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WERREN, PHILLIP - Electronic Music (1968-1971)

Format: do-CD
Label & Cat.Number: Cast Exotic cat # 003
Release Year: 2006
Note: re-release of obscure (lim. 100) 4-LP Box from 1971! Very experimental early electronic music, incl. the great PHASES-Cycle (3 parts) based on W.B. YEATS "A Vision", plus music for dance-pieces and films
Price (incl. 19% VAT): €20.00
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Wiederverffentlichung einer extrem seltenen LP-Box dieses weitgehend unbekannten nordamerikanischen Elektronik-Pionieres!
Sehr experimentell, verstrend, gewagt, incl. der 3 PHASES basierend auf W.B. YEATS "A Vision".

Brand new reissue of a impossible to find early Canadian electronic 4 Lp box by composer Phillip Werren. Only 100 copies where ever pressed of his early electronic work. It was recorded at Simon Fraser University (Vancouver), McGill University (Montreal) & Radio Warzawa (Poland). It was recorded between 1967 and 1971. The LP has heavy elements of tape collage, Modular Synthesis, voice, and experimental thought. Some of the pieces where conceived by psychedelic and occult influences. Much of the record was done with a Buchla System 100, the first of their modular synthesizers. Original cover artwork was created by local Vancouver Artist JAS Felter.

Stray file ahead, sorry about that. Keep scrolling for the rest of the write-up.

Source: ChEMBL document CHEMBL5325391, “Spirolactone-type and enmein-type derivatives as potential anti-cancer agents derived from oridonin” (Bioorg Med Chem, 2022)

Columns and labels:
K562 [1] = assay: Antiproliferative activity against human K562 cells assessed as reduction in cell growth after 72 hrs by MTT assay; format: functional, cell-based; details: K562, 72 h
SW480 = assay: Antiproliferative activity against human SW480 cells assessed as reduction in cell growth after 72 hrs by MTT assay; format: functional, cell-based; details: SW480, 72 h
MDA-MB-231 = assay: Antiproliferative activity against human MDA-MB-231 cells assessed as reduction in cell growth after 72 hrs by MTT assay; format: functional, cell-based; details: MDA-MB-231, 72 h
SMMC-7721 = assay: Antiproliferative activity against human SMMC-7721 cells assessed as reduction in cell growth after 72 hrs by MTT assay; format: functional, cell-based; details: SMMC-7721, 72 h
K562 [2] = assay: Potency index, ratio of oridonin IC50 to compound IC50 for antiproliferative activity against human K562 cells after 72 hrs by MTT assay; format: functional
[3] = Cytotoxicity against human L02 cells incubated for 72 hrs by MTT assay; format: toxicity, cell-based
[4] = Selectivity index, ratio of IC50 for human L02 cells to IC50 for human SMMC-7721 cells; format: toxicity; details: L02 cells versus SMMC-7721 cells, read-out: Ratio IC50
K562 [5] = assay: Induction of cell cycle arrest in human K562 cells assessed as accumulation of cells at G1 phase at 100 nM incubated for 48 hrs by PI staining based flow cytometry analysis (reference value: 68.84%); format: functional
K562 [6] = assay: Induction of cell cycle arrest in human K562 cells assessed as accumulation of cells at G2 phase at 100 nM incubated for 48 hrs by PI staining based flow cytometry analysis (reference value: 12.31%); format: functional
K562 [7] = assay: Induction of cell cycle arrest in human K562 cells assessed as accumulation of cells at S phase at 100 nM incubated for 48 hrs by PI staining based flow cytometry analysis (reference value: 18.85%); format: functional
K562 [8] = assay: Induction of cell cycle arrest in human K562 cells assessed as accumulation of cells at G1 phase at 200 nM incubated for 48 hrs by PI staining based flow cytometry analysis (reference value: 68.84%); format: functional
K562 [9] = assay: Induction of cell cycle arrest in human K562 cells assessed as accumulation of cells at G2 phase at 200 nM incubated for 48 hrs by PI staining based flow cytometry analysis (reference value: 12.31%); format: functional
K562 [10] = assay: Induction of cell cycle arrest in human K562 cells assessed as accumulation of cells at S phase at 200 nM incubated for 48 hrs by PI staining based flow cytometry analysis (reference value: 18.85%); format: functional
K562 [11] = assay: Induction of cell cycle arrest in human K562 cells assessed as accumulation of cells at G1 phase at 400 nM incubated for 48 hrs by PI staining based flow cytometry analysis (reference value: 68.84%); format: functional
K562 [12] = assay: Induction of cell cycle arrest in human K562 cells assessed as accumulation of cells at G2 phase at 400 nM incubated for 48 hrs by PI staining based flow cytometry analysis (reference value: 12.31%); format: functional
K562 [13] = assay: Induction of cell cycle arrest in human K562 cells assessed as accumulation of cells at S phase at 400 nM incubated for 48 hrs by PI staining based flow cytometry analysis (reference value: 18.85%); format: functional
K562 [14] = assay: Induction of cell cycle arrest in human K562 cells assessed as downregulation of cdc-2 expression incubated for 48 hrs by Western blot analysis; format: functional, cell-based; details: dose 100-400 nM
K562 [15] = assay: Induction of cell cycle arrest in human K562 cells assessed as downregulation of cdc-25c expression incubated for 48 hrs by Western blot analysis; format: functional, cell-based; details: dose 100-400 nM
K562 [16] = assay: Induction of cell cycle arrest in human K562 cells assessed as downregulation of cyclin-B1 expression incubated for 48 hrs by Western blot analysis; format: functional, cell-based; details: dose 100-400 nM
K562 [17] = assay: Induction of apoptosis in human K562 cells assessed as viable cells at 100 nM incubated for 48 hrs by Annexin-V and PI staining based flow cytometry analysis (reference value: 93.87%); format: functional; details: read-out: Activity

The Album was created for the most part at the height of the late 60's at Simon Fraser University. "1968 was a year of great upheaval: at SFU, Canada's Berkeley, 114 people were arrested for their part in the protest over the firing of the entire faculty of the Political Science and Anthropology department. Marcuse, Baba Ram Dass and others came to speak to us at peril to themselves; acid and mescaline abounded and apocalypse seemed to fairly shout out at us in the rarified atmosphere of Burnaby Mountain. The neo-fascist architecture of the university seemed to beg for anarchy and chaos and linear thought itself seemed doomed to extinction."
"The electronic music studio at SFU was at that time probably the most sophisticated studio in Canada. After working in studios at Columbia and Radio Warsaw, both of which were small and somewhat limiting, I found it impossible to continue composing with the Princetonian precision in which I had been schooled. The SFU studio contained the most recent synthesizer designed by Don Buchla. I only vaguely understood what "it" did and realized that I would have to put aside my rigid preconceptions of how one sound should follow another. The sequencer, a device which can generate a sequence of sound events in a more-or-less random pattern and at times seemed to have a life of its own, became for me a sort-of window through which I could see/hear a universe of sound I had never imagined possible. It was necessary for me to "step back" from these sequences of sound-events, to control them in some other way: through the mix of one sequence with another in time and space."
This album is a nugget of Canadian Psychedelic Avant-Garde history, up there with the early works of Bill Bissett, The Nihilist Spasm Band, and Intersystems. Also in line with early America works by Robert Ashley, Tod Dockstader, and Gordon Mumma. More currently, this would site nicely with a oddball release by Wolf Eyes, Double Leopards or Excepter. [label description & liner notes]